OTJ (On The Job), directed by Eric Matti, features Gerald Anderson and Joel Torre as leads. Joey Marquez, Piolo Pascual, Angel Aquino, Shaina Magdayao, Michael de Mesa and Leo Martinez are supporting cast to name a few.
Gerald and Joel play convicts who are often hired by a corrupt General (Leo Martinez) via a middle man (Vivian Velez) to perform assassinations. They easily ‘escape’ in and out of the jail system via the help of William Martinez, a scarily believable corrupt jail guard. Both have families they provide for, unaware they are convicts, and use alibis such as working out of town to explain their comings and goings.
Piolo is an NBI agent while Joey Marquez plays a SPO1 policeman with 30 years on the force. his character is torn between his desire to do the right thing and his loyalty to his father in law Michael de Mesa, a wheeling and dealing Congressman with close ties to Leo Martinez’s character, the main baddie.
Joey Marquez’s performance is nothing less than a revelation. His constantly swearing SPO1 Acosta is rough and starts and ends his sentences with a flurry of ‘puta!’, but he is clean and determined to solve the murders. He is so good that I feel he deserves the most praise. Not only do you feel the role was tailor made for him, but even in the parts where his character flies off the handle he remains believable.
Although I feel Marquez’s was the best he certainly wasn’t the only one who did well. The movie in fact bursts with great performances. From Anderson’s over eager, naive hit man in training to Joel Torre’s meaningful long looks at him as he was starting to learn to become a professional, from Angel Aquino’s startled screams at the end and even to Leo Martinez’s short explanation as to who runs the country, this movie is a tour de force. Even the scenes where Joey Marquez deals with his son turned drug pusher, while short, is strong in emotion and demands empathy. It is a delight to see actors relish their roles and you see this happening here.
Equally terrific is the direction. Matti brings great color, a vivid life to every scene. The lengthy scene where Torre and Anderson are lead back into prison by Martinez set to a (what I think is) Juan de la Cruz is absolutely perfect. Manila is the recognizably dirty dingy slum we know it is, delivered unapologetically as we expect it to be with its seedy slums, dimly lit hospitals and traffic. You can almost smell the barbecue smoke as Torre and Anderson disappear into a crowd just before carrying out a job.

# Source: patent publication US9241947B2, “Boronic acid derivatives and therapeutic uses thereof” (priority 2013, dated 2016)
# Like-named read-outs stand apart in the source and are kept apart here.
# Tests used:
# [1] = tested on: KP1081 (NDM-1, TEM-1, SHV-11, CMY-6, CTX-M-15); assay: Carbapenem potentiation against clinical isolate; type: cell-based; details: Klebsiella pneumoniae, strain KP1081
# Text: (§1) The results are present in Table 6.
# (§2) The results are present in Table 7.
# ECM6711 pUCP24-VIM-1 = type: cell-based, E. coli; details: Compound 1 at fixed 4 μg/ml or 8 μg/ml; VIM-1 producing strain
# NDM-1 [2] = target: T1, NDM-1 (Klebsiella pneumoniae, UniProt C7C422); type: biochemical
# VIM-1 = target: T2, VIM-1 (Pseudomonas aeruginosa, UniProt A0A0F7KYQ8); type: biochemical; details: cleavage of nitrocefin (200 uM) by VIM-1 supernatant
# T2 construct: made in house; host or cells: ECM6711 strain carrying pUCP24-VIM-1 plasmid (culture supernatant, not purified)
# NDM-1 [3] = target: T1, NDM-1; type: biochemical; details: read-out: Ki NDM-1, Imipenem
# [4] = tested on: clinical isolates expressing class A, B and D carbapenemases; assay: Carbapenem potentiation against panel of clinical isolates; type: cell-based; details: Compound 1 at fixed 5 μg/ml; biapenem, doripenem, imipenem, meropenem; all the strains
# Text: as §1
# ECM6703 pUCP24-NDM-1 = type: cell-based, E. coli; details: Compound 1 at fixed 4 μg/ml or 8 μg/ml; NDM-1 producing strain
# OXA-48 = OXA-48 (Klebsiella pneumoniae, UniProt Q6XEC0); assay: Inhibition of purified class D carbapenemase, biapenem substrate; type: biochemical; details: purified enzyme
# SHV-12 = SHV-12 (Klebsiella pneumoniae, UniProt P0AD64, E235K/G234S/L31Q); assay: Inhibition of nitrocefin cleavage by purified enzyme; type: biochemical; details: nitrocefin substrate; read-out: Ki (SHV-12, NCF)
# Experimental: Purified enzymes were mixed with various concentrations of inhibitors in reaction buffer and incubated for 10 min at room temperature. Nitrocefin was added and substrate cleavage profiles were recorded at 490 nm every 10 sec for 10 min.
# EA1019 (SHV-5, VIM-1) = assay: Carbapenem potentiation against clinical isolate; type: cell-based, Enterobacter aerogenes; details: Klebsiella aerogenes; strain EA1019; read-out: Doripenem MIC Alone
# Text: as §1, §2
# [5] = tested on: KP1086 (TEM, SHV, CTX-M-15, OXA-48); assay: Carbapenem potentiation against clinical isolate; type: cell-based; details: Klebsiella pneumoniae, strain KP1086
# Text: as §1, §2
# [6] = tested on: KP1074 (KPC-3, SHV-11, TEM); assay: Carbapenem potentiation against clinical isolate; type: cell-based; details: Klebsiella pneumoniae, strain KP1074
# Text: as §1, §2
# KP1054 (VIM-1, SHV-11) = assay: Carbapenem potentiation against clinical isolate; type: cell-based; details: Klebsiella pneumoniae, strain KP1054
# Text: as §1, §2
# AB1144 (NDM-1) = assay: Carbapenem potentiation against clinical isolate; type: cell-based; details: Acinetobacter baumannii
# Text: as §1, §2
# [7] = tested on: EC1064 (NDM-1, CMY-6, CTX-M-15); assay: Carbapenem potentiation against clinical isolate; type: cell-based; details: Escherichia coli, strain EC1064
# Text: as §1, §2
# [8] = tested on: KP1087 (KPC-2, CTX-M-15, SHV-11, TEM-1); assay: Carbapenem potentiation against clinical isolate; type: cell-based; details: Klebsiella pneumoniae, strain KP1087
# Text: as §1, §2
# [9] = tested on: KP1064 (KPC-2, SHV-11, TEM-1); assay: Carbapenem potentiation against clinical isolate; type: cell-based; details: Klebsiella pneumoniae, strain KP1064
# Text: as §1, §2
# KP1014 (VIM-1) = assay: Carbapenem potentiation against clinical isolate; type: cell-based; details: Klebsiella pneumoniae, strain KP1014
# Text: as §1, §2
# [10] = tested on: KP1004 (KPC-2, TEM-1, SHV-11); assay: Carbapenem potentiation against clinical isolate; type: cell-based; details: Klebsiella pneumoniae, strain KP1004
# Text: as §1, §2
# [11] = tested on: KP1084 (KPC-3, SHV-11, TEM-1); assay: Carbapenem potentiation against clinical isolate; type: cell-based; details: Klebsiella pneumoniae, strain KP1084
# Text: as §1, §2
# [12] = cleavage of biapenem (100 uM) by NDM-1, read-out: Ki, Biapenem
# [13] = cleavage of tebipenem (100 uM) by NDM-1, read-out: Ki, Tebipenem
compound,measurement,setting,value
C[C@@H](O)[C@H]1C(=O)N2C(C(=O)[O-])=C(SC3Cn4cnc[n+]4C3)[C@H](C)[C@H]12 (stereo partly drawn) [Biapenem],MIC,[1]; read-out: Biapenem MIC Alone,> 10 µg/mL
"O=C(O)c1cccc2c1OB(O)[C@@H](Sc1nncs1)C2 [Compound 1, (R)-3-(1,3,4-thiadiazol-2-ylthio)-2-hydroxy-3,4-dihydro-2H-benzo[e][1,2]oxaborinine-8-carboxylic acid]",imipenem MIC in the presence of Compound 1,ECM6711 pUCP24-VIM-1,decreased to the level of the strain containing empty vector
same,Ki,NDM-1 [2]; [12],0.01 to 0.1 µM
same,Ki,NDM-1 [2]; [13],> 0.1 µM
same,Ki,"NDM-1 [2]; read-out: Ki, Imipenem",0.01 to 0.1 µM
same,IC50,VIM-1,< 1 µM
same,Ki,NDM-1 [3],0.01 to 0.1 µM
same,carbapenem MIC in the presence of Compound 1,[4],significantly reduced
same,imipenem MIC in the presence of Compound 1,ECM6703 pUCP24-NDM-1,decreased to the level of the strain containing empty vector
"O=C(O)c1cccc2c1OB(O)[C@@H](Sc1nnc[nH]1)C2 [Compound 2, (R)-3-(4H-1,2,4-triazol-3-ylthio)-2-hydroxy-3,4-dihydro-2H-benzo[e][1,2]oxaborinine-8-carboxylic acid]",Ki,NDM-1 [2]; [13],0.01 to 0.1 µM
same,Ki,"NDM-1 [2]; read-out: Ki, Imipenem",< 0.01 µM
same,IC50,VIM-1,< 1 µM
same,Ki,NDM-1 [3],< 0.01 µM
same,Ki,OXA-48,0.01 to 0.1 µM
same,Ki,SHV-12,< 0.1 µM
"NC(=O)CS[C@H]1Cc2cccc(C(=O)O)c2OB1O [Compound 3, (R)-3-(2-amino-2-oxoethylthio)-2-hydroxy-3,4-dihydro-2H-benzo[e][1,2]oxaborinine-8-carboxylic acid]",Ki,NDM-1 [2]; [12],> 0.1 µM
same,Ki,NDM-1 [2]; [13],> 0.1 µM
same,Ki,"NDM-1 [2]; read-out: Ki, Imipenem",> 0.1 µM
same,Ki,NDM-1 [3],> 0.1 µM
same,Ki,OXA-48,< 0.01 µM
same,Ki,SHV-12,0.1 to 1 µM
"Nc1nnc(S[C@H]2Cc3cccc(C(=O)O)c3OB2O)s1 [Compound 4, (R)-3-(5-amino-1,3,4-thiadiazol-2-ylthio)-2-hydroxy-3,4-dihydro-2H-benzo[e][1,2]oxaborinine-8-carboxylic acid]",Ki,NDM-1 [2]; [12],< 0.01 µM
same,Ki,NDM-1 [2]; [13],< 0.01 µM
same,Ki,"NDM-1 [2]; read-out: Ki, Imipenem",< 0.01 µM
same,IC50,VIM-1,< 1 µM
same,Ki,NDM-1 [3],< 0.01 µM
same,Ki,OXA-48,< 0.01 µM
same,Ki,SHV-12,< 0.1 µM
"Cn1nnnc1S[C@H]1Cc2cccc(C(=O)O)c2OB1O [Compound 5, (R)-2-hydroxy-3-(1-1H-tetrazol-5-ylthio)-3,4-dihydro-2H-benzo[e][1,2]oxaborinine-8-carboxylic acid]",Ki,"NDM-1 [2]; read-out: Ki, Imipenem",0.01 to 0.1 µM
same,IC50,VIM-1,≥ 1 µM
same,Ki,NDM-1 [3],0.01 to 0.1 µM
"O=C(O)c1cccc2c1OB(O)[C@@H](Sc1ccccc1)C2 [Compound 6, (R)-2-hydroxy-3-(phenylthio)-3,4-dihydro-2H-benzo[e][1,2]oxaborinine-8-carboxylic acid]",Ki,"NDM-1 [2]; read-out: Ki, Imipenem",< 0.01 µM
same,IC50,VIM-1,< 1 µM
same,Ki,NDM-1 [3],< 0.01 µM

Where the movie falls short is the story. The first 30 minutes are its finest, where introduction and explanation of the lead’s characters is carried out in an organic manner keeping the audience interested. It gets lengthy around where Piolo and Marquez are introduced along with their own back stories and you start wondering where all of it is going. The part where it fails most is the love scenes in the middle, featuring no less than three couples getting it on, with Anderson’s character making the least sense given the girl he is with is introduced way into the middle and looks to have been placed there only for the purpose of them having a sex scene. It is painful to watch at that point, but once it gets going interest comes back.
Watch this movie for the acting and for the excellent movie making. There are individual scenes that are carried out with precision and great imagination, from the prison scene I mentioned above to (spoiler alert) Torre’s revenge on Angel’s character. These were finely crafted, meticulously guided sequences that you can’t help feel were laid out to the audience with relish by the director, almost as if he thought of them for years and is happy to have them finally carried out. I thoroughly enjoyed those and actually replay Torre’s in my head.
There are huge chunks of this movie I felt it could have done without which would have made this not only shorter but more linear and on point. It is terrific regardless. Meatier, more engrossing and definitely smarter than your typical Pinoy shoot em up. It is well worth the action movie afficionado’s time and then some.
I was right, the soundtrack was Juan de la Cruz although it was a version by Dong Abay, found that out through here. Their wiki page should be updated with the music information, I’d buy it asap.